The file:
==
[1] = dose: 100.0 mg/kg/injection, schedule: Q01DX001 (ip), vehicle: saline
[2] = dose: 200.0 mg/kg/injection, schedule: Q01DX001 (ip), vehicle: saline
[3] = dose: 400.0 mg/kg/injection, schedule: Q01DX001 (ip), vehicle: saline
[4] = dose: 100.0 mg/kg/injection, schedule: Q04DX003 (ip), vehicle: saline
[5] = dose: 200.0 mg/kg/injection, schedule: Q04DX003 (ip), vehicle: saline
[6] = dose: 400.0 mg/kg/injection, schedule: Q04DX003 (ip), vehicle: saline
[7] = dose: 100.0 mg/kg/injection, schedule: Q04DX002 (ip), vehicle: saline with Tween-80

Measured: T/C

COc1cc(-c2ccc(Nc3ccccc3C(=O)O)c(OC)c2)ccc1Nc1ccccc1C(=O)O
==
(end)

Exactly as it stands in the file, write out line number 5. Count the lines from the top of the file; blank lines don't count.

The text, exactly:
[5] = dose: 200.0 mg/kg/injection, schedule: Q04DX003 (ip), vehicle: saline